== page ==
Things I have remembered in the last couple of weeks, since Seamus Heaney died: I love poetry.
Also: I don’t tend to read poetry – I tend to prefer it being read to me. Poetry is meant to sound.
When I was little I had a few tapes of poetry collections (nation’s favourite poems and poetry please and so on), which I used to listen to and listen to and listen to – and I can still recite chunks and recall bits, even when I have no idea of the name of the poem or poet.
[For example, by googling ‘welsh poem creatures coming out of sea’, I have learned that the weird poem that baffled me (and that I sort-of always thought was Dylan Thomas) is actually Robert Graves’ Welsh Incident]
There’s some stuff I’d rather avoid. Twenty-Three 13-year old schoolgirls reciting La Belle Dame sans merci one after the other does rather put one off it… But they’re fairly few, and even the stuff that baffled small-me wows big-me (see also: Henry Reed’s Naming of Parts), and some stuff never fades and just gets richer (Sea Fever, Prospero’s final speech in the The Tempes t).
It’s made me think, I’d like people to read me poetry more often. So, aside from finding out when Simon Armitage is next reading poetry anywhere near me, and hunting down podcasts, I thought that there’s something I would like to try. I would like similarly interested people to record themselves reading their favourite poems and put them up online for me and other interested parties to listen to.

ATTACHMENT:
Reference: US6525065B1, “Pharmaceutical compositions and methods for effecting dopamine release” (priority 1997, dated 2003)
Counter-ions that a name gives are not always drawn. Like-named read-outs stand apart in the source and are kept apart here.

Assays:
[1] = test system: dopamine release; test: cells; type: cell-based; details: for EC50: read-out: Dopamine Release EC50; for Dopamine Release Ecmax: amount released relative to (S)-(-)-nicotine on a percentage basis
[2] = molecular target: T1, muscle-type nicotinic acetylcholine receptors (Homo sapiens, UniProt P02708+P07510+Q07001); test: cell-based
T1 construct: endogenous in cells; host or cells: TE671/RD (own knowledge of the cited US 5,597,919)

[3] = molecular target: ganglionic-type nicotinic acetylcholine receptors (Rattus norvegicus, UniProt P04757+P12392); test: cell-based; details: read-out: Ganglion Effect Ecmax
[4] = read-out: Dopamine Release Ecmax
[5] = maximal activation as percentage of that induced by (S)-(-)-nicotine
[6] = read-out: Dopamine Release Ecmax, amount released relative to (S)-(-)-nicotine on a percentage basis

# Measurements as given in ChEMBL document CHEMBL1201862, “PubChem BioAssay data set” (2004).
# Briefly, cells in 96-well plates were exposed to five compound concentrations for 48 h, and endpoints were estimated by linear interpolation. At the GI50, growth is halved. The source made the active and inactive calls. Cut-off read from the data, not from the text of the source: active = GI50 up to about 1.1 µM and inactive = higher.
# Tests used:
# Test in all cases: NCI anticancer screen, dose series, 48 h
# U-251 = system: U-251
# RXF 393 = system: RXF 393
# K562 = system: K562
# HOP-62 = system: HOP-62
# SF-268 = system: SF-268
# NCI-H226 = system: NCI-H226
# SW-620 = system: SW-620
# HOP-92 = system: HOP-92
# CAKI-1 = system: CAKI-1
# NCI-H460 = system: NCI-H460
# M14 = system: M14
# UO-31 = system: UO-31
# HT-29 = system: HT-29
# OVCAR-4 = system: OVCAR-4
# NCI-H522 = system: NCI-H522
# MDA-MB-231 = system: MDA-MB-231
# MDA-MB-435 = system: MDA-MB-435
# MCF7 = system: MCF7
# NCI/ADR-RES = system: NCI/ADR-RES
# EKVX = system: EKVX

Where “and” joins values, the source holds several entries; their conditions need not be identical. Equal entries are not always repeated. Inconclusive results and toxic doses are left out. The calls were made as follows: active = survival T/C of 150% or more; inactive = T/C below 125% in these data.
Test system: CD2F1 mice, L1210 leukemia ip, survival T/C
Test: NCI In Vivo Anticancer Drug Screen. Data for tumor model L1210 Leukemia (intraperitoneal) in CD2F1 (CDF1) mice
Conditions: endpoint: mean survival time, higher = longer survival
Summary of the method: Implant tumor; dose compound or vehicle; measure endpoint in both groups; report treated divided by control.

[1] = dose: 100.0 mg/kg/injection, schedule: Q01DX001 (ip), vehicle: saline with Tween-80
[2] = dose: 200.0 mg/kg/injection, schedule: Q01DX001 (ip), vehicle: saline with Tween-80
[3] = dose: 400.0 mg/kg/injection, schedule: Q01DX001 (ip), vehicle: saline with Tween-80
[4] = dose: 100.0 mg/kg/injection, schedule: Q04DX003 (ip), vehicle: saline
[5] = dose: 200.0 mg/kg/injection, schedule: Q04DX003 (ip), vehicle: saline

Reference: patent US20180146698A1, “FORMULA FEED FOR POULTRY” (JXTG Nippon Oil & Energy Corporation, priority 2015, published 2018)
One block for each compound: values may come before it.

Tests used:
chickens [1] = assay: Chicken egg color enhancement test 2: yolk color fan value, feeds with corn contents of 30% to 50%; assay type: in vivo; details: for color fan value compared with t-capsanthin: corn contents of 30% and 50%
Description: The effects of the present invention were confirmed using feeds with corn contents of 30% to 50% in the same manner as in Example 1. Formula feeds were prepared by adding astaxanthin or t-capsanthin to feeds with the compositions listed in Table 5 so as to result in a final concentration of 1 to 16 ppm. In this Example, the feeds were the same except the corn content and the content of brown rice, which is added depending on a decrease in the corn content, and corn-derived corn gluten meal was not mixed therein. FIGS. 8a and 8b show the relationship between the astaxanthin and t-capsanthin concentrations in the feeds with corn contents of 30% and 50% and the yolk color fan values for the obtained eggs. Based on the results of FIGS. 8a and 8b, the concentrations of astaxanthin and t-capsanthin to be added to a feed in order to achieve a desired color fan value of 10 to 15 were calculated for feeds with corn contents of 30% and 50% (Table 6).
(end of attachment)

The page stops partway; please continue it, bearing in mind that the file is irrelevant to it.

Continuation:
I was thinking, I’m not quite sure how to do this. Not technically, that bit is easy (hello, garageband or audacity). But to make it a thing. I could say – let’s everyone who wants to do it take turns to take a day and do it – but that seems complicated.
So, how about this: let’s just all (who are interested) do it, in one big poemy-glomph, and post our recordings up wherever you want (or let me know and I’ll see if I can put them up here) and hashtag it #readmepoetry on twitter. And, since I’m in Normandy this weekend, let’s do it next weekend (21–22 September). That gives time to record things (OK, maybe not the whole of The Rime of the Ancient Mariner, but other things) and get them up online. And then we can stockpile lovely poetry to listen to. In the meantime, here is a reading of an old favourite of mine: John Betjeman’s A Shropshire Lad
Are you in?